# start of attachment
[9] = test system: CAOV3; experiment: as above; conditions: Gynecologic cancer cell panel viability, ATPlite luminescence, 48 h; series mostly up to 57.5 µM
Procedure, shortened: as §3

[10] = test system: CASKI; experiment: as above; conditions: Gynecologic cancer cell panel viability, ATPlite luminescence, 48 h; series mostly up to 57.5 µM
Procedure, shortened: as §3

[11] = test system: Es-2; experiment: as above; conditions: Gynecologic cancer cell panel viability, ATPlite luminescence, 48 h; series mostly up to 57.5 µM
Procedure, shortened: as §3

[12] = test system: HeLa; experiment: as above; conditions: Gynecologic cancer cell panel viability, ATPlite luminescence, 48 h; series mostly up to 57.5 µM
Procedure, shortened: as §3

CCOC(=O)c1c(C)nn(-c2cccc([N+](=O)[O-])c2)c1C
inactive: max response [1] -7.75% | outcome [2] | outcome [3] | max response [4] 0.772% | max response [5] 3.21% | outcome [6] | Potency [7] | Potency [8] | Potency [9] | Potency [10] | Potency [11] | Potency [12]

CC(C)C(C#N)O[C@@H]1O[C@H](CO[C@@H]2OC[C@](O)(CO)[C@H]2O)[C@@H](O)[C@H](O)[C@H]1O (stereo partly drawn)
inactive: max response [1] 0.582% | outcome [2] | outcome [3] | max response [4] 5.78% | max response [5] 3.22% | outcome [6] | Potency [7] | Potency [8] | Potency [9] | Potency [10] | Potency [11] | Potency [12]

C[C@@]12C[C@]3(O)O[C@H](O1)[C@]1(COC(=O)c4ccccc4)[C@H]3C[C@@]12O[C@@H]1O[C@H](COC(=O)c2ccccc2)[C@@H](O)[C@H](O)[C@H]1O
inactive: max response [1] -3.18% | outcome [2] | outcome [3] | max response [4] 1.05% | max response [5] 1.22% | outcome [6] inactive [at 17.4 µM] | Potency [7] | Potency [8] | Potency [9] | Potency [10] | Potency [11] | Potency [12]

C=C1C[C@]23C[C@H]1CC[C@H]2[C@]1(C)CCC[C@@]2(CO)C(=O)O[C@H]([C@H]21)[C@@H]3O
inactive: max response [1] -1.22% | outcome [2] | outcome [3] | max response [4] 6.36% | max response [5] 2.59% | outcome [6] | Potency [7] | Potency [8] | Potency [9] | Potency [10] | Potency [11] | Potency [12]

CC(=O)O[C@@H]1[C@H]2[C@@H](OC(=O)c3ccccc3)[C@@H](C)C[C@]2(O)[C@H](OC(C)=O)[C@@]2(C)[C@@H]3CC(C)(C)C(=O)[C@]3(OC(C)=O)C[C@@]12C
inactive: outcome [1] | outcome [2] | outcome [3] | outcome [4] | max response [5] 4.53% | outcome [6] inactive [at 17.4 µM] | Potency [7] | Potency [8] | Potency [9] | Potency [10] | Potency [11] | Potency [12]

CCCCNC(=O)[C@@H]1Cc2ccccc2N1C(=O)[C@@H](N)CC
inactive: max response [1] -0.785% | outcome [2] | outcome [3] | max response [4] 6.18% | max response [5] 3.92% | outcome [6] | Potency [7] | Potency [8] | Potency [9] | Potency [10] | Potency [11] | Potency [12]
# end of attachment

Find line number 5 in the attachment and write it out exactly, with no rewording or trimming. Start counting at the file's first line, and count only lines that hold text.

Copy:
[11] = test system: Es-2; experiment: as above; conditions: Gynecologic cancer cell panel viability, ATPlite luminescence, 48 h; series mostly up to 57.5 µM